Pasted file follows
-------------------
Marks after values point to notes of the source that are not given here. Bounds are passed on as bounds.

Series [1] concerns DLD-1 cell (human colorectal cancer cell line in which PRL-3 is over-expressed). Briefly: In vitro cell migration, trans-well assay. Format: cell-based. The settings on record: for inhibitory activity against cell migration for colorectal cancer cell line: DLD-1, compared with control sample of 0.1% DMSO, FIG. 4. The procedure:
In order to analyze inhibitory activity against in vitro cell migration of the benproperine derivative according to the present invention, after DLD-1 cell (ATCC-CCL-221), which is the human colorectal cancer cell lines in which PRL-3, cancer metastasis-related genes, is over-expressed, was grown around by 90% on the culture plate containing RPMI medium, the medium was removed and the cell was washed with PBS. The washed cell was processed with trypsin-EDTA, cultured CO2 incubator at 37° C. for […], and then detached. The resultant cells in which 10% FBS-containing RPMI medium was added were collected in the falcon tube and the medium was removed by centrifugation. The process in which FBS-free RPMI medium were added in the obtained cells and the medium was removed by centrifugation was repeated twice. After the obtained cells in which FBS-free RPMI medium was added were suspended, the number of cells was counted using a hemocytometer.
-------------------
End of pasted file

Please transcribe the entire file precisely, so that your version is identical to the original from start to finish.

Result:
Marks after values point to notes of the source that are not given here. Bounds are passed on as bounds.

Series [1] concerns DLD-1 cell (human colorectal cancer cell line in which PRL-3 is over-expressed). Briefly: In vitro cell migration, trans-well assay. Format: cell-based. The settings on record: for inhibitory activity against cell migration for colorectal cancer cell line: DLD-1, compared with control sample of 0.1% DMSO, FIG. 4. The procedure:
In order to analyze inhibitory activity against in vitro cell migration of the benproperine derivative according to the present invention, after DLD-1 cell (ATCC-CCL-221), which is the human colorectal cancer cell lines in which PRL-3, cancer metastasis-related genes, is over-expressed, was grown around by 90% on the culture plate containing RPMI medium, the medium was removed and the cell was washed with PBS. The washed cell was processed with trypsin-EDTA, cultured CO2 incubator at 37° C. for […], and then detached. The resultant cells in which 10% FBS-containing RPMI medium was added were collected in the falcon tube and the medium was removed by centrifugation. The process in which FBS-free RPMI medium were added in the obtained cells and the medium was removed by centrifugation was repeated twice. After the obtained cells in which FBS-free RPMI medium was added were suspended, the number of cells was counted using a hemocytometer.